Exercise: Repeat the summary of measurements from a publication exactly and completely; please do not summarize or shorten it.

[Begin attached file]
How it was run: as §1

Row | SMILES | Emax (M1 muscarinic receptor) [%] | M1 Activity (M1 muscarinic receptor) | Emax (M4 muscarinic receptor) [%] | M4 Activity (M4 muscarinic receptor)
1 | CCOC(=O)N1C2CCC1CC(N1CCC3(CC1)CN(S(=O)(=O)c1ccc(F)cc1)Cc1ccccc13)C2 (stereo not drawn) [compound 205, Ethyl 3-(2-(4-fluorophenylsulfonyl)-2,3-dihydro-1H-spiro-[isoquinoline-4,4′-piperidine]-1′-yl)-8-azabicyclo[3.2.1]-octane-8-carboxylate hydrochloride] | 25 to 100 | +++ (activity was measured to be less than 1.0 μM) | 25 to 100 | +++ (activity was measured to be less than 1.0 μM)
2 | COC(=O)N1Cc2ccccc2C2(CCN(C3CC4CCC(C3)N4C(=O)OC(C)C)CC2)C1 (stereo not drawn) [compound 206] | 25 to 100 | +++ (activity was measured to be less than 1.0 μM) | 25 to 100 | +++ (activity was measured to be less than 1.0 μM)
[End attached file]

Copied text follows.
How it was run: as §1

Row | SMILES | Emax (M1 muscarinic receptor) [%] | M1 Activity (M1 muscarinic receptor) | Emax (M4 muscarinic receptor) [%] | M4 Activity (M4 muscarinic receptor)
1 | CCOC(=O)N1C2CCC1CC(N1CCC3(CC1)CN(S(=O)(=O)c1ccc(F)cc1)Cc1ccccc13)C2 (stereo not drawn) [compound 205, Ethyl 3-(2-(4-fluorophenylsulfonyl)-2,3-dihydro-1H-spiro-[isoquinoline-4,4′-piperidine]-1′-yl)-8-azabicyclo[3.2.1]-octane-8-carboxylate hydrochloride] | 25 to 100 | +++ (activity was measured to be less than 1.0 μM) | 25 to 100 | +++ (activity was measured to be less than 1.0 μM)
2 | COC(=O)N1Cc2ccccc2C2(CCN(C3CC4CCC(C3)N4C(=O)OC(C)C)CC2)C1 (stereo not drawn) [compound 206] | 25 to 100 | +++ (activity was measured to be less than 1.0 μM) | 25 to 100 | +++ (activity was measured to be less than 1.0 μM)